GUWAHATI: Terming India as the “most tolerant country in the world”, Assam Governor Padmanabha Balakrishna Acharya on Sunday said all Indian-origin people, including Muslims, persecuted in any foreign lands were welcome in the country.
“Any Indian-origin people persecuted in Bangladesh and in any foreign land have the legitimate right to come to India and it is our duty to receive them… People of all religions, including Muslims, have the right to come to India,” Acharya said at a press conference.
When specifically asked if Muslims persecuted in Bangladesh are also welcome, he said, “Why not? Taslima (Nasrin) has come to India…Originally Bangladesh was part of India and the people were Indian. But during partition, Indian Muslims went to Pakistan. India has a big heart. India is the most tolerant country in the world,” Acharya said.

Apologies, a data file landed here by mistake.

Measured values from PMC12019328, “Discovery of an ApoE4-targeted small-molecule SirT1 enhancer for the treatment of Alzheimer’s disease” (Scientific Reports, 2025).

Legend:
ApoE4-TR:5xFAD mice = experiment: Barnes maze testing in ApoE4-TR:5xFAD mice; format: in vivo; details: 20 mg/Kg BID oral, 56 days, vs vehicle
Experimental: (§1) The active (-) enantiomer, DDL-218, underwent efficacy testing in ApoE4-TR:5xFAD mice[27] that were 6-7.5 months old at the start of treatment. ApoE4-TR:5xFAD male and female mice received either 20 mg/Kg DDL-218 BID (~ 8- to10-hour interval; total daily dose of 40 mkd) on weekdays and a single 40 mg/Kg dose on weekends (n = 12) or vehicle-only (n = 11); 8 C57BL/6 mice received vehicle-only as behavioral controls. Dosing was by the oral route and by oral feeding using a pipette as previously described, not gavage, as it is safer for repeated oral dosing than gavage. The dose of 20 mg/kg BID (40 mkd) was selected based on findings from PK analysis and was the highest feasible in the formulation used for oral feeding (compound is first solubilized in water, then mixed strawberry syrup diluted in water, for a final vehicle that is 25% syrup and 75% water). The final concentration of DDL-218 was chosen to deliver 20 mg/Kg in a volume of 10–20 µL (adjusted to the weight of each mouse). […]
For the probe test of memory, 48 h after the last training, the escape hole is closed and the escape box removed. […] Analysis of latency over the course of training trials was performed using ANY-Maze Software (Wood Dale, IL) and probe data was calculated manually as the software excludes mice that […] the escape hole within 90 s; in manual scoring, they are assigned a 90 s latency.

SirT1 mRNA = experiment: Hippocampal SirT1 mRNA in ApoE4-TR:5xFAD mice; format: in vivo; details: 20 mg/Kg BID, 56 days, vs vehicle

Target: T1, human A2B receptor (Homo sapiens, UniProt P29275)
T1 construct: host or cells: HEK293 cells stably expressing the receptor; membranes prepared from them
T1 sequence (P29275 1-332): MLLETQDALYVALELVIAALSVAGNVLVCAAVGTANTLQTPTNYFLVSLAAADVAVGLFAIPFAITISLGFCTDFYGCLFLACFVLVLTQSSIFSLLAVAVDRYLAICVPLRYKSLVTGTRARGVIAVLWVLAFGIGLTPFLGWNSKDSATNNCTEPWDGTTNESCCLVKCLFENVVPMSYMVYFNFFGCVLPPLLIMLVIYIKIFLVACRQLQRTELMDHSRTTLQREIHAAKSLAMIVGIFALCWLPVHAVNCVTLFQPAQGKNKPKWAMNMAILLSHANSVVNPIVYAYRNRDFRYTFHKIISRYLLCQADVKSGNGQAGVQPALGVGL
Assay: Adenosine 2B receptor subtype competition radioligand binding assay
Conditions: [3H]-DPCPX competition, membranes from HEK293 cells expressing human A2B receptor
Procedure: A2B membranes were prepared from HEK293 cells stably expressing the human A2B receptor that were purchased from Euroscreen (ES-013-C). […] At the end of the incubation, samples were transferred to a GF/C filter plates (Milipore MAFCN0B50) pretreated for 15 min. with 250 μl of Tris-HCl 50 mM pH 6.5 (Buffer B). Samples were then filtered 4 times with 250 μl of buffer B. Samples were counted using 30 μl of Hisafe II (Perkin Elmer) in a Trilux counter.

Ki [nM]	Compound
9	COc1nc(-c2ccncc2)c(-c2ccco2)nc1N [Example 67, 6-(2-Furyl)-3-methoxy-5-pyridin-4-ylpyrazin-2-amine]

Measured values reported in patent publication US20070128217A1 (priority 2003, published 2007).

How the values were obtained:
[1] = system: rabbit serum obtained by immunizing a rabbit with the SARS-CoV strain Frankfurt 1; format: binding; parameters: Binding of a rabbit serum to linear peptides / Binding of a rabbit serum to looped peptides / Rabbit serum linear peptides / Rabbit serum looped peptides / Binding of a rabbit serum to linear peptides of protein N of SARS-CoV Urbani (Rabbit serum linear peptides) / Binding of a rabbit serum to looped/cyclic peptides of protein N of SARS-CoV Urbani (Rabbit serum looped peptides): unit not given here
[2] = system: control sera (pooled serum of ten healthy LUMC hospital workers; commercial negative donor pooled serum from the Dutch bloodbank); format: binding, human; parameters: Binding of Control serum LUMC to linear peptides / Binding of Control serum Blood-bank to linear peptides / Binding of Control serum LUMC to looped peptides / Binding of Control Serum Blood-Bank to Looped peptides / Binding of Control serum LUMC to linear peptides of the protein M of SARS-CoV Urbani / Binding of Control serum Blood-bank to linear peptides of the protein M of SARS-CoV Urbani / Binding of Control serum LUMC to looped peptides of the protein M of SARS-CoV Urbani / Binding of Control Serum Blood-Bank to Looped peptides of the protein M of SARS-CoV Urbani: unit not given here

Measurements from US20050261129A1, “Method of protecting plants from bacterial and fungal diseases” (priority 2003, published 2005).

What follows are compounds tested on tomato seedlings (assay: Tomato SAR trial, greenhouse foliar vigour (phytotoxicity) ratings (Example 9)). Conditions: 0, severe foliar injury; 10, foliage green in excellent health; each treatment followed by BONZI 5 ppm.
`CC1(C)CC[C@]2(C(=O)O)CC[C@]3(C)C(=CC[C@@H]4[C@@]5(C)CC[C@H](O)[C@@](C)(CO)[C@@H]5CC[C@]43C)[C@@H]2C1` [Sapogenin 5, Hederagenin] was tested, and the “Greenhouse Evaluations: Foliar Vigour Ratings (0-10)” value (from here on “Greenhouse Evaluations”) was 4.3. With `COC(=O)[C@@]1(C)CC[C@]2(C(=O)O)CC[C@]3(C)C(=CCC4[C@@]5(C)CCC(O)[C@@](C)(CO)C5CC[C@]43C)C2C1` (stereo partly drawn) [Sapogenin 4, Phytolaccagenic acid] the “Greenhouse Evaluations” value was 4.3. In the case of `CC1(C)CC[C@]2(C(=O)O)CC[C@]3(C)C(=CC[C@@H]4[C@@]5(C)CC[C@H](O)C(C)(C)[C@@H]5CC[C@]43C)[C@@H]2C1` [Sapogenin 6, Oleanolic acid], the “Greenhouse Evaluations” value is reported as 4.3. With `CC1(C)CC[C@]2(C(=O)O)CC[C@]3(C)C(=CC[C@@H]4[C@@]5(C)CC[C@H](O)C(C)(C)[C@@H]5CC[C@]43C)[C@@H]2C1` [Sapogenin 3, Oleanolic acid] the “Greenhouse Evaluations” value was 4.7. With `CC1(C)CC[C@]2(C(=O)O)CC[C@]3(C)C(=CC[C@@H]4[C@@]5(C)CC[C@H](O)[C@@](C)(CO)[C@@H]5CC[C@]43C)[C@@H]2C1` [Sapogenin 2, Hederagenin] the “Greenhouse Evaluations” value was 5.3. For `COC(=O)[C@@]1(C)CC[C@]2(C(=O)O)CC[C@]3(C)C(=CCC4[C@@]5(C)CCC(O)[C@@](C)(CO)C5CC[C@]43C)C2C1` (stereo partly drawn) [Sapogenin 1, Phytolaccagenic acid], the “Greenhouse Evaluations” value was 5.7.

He, however, said that Hindus originating in other countries had no right to come to India. “American Hindus or British Hindus or Hindus in other nations…they can go to their own countries. I am talking about those people who were originally from India,” he added.
The Assam Governor had during a book launch yesterday said that ‘Hindustan is for Hindus’ and that the name of a single Bangladeshi should not be in the updating of the National Register for Citizens (NRC).
Acharya’s comment came in reply to a question on updating the NRC list and on the controversy surrounding the Centre’s notification of allowing religious minorities from Pakistan and Bangladesh fleeing persecution to seek shelter in India.
“Hindustan is for Hindus. There is nothing wrong with that. Hindus from different countries can stay here. They cannot be outsiders. There is nothing to be feared about that. But how to accommodate them is a big question and we should think about that,” he said
Asked about any plan to settle the refugees across different states in the country by not giving the entire load to one particular state, Acharya said it was the duty of the government, both state and Centre, to formulate a mechanism for settlement.